Having posted at least five types of rasam in Tongue Ticklers, it did not come as a surprise when a reader asked me when I was going to share the recipe for rasam powder, or did I use shop-bought spice mix.
Once upon a time before I learned that homemade is the best, I used to rely on off-the-shelf spice mixes beginning from coriander and cumin seed powder to pav-bhaji masala. I cannot pin point when the change happened but I think it was with the arrival of children that I became more conscious of what I was plating. Before that I was a hog. In retrospect, I think I caused my poor body untold suffering! Since the kids, I have been making my own masalas, whether it is garam masala, sambar powder, or bisi bele bhath. While on this topic, I must confess that I have never really developed a recipe from scratch. The South-Indian spice mixes are mostly my mother’s. Other recipes were developed using base recipes provided by friends, relatives, or from my favourite books, and random magazines.
Coming back to today’s recipe, it did not require any modification on my part. It is perfect as it is. It is my ma’s, and it is the one my pati used. It runs in the family, and I am thrilled to be sharing a heirloom with all of you. The heart of a rasam is the rasa-podi, the spice-mix that lends the watery soup, flavour and depth. Every family down South has its own recipe, handed down by generations. For the taste-test, I gave this to another friend, L. She used it to make rasam yesterday, and this is what she had to say; “The colour is exactly the same as my rasam powder. It is perfect, Harini. I often find that I have to add a dash of powdered black pepper and cumin seeds towards the end with most rasam powders, but this time, I didn’t have to add anything!”
When I asked her for the recipe, amma said, “Oh! Now you will want it in cups, teaspoons and tablespoons, right?” “If possible,” I replied. The next evening her call came through with the precise recipe. “I hope it is alright,” She said. Even experienced cooks can be as unsure as me, I thought to myself. “I know it is,” I said. “I am so used to fistfuls and not cups!” Amma explained. I am sure that is how most of us got our heirloom recipes, right? I have made it easier for you. I weighed and measured in cups as well. If you try, I would like you to tell me about it. I am sure amma would love to know too.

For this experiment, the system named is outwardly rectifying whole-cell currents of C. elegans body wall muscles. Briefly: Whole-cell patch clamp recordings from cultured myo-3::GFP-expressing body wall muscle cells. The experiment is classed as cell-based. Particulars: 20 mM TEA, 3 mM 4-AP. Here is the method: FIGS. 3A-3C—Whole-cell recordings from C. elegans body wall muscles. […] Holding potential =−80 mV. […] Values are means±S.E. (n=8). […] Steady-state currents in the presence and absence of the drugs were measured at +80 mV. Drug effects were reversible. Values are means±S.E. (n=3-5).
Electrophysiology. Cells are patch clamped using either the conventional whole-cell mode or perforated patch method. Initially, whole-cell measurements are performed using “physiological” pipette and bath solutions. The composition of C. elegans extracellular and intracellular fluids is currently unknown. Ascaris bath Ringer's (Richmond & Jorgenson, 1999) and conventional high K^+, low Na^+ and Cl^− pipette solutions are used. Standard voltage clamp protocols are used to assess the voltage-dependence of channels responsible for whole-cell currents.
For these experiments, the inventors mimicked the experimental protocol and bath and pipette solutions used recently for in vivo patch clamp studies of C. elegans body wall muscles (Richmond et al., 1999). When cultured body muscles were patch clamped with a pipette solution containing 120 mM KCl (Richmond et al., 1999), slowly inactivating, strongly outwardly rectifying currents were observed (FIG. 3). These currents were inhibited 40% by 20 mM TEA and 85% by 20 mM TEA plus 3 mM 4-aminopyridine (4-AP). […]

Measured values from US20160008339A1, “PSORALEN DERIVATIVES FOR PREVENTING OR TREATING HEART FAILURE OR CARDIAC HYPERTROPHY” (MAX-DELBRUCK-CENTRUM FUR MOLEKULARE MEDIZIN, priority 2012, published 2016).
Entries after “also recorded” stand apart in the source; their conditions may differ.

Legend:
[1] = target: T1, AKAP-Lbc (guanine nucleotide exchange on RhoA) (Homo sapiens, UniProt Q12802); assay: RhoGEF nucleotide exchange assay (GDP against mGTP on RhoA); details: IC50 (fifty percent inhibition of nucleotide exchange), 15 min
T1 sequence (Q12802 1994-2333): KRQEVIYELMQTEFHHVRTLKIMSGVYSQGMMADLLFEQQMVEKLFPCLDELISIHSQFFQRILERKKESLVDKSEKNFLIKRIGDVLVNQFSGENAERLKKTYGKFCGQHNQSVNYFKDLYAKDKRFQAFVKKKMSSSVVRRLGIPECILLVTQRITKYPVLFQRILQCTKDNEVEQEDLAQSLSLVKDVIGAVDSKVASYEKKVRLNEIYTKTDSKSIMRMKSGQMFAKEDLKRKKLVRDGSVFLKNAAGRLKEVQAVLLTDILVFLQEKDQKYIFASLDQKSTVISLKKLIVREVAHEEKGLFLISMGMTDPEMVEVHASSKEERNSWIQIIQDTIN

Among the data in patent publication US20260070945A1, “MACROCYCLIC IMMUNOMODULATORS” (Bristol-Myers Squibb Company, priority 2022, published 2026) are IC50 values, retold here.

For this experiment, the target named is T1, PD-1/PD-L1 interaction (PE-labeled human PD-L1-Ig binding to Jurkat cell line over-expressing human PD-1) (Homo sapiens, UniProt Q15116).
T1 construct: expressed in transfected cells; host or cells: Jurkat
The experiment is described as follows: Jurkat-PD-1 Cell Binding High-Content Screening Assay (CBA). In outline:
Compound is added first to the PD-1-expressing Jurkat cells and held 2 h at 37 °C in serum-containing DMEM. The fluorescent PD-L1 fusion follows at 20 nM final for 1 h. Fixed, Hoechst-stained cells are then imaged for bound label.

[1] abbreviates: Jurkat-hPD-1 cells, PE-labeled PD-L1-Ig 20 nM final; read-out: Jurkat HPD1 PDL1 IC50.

Recipe: Amma’s rasa-podi [Rasam powder, a heirloom tambrahm recipe for fresh rasam powder]
Category : Basic Indian recipes | Indian spice-mix | South-Indian spice-mix | Tamilian | Tambrahm | Palakkad Iyer | Grain-free | Gluten-free | Vegan spice powders
Yield: 1 + 1/3 cup OR 119g
Lifeline: Stays good for more than a year in the refrigerator, but best used within a month as, the flavours will lose their depth
with time, whether or not refrigerated
Coriander seeds / Saboot dhania / Kotthamalli vedai – 1 cup | 58g
Split pigeon peas / Tuvar dal / Tovaram paruppu – 2 tbsp. | 28g
Split bengal gram / Chana dal / Kadala paruppu – 2 tbsp. | 14g
Black peppercorns / Kali mirch / Kurumolagu – 2 tsp. | 8g
Cumin seeds / Jeera / Jeeragam – 1 tsp. | 3g
Dried red chillies / Sookhi lal mirch / Molaga vathal – 10 [I used byadgi variety]
Roast spices separately, till each turns aromatic. The pulses should turn pink. The peppercorns should begin to burst, and the colour will turn a shade lighter. Cumin seeds should turn a shade dark, not black. The red chillies should turn a little orange with specks of black.
Cool all roasted ingredients completely, and then grind, or pound together in a blender, or spice grinder.
Store in stainless steel or glass container only.
Care to be taken:
Do not add even a touch of oil.
My mother says that roasting ingredients might give colour and help them preserve for a long duration, but it will rob them off nutrition. She tells me that in ‘those’ days the spices were just dried in the sun for a really long time during day time so that they could be preserved, and then pounded. Roasting is simply an artificial method to achieve sunning. At least we can roast it to aromatic instead of browning as is done these days. Roasting to brown will add a deeper colour however.
Here is a photograph of the roasted spices, just to show the colour:
How to make rasam with this powder:
Tongue Ticklers has many types of rasam featured, and I shall keep adding more. Meanwhile try these: